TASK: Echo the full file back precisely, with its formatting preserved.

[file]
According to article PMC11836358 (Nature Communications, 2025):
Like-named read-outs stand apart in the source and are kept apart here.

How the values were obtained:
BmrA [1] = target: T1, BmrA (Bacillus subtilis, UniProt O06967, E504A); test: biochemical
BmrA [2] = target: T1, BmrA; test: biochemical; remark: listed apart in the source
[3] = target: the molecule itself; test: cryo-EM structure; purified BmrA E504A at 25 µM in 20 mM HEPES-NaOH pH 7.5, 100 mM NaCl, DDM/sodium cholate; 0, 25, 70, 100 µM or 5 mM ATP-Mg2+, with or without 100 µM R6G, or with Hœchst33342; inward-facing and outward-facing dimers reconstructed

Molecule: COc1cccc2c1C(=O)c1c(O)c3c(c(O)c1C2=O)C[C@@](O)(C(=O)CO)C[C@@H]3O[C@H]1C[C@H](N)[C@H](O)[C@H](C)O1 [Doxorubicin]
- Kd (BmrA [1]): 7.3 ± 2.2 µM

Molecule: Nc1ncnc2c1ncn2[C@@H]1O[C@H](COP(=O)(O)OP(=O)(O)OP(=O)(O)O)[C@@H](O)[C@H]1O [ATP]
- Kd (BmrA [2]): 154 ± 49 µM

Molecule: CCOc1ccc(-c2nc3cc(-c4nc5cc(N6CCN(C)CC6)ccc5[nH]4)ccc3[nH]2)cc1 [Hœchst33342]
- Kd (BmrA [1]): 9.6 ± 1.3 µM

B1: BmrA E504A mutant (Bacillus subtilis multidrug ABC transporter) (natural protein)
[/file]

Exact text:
According to article PMC11836358 (Nature Communications, 2025):
Like-named read-outs stand apart in the source and are kept apart here.

How the values were obtained:
BmrA [1] = target: T1, BmrA (Bacillus subtilis, UniProt O06967, E504A); test: biochemical
BmrA [2] = target: T1, BmrA; test: biochemical; remark: listed apart in the source
[3] = target: the molecule itself; test: cryo-EM structure; purified BmrA E504A at 25 µM in 20 mM HEPES-NaOH pH 7.5, 100 mM NaCl, DDM/sodium cholate; 0, 25, 70, 100 µM or 5 mM ATP-Mg2+, with or without 100 µM R6G, or with Hœchst33342; inward-facing and outward-facing dimers reconstructed

Molecule: COc1cccc2c1C(=O)c1c(O)c3c(c(O)c1C2=O)C[C@@](O)(C(=O)CO)C[C@@H]3O[C@H]1C[C@H](N)[C@H](O)[C@H](C)O1 [Doxorubicin]
- Kd (BmrA [1]): 7.3 ± 2.2 µM

Molecule: Nc1ncnc2c1ncn2[C@@H]1O[C@H](COP(=O)(O)OP(=O)(O)OP(=O)(O)O)[C@@H](O)[C@H]1O [ATP]
- Kd (BmrA [2]): 154 ± 49 µM

Molecule: CCOc1ccc(-c2nc3cc(-c4nc5cc(N6CCN(C)CC6)ccc5[nH]4)ccc3[nH]2)cc1 [Hœchst33342]
- Kd (BmrA [1]): 9.6 ± 1.3 µM

B1: BmrA E504A mutant (Bacillus subtilis multidrug ABC transporter) (natural protein)